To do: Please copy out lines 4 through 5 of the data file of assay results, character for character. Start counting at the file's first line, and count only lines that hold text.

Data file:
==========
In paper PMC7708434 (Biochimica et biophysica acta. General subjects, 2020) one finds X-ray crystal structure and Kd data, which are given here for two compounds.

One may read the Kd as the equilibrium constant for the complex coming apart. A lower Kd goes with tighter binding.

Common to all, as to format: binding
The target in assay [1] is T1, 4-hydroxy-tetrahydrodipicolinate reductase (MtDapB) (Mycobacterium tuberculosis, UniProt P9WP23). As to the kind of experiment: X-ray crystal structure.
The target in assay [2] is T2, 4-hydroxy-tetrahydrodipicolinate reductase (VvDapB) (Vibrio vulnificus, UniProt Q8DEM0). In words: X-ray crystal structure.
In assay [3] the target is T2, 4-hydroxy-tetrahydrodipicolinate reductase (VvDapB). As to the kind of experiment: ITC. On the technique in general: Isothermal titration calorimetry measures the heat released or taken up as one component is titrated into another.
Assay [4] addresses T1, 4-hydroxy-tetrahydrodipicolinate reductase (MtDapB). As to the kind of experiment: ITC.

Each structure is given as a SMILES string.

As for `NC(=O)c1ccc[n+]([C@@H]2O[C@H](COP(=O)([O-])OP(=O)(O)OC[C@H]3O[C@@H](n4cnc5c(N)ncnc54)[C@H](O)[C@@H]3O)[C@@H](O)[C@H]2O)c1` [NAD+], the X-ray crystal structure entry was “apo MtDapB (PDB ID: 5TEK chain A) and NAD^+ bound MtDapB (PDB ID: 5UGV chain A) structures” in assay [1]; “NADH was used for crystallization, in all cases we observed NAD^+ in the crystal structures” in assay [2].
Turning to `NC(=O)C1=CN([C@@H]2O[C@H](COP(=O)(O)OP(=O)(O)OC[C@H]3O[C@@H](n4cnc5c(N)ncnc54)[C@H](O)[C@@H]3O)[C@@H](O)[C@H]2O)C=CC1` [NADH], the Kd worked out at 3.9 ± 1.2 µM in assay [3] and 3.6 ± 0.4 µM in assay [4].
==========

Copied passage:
The target in assay [1] is T1, 4-hydroxy-tetrahydrodipicolinate reductase (MtDapB) (Mycobacterium tuberculosis, UniProt P9WP23). As to the kind of experiment: X-ray crystal structure.
The target in assay [2] is T2, 4-hydroxy-tetrahydrodipicolinate reductase (VvDapB) (Vibrio vulnificus, UniProt Q8DEM0). In words: X-ray crystal structure.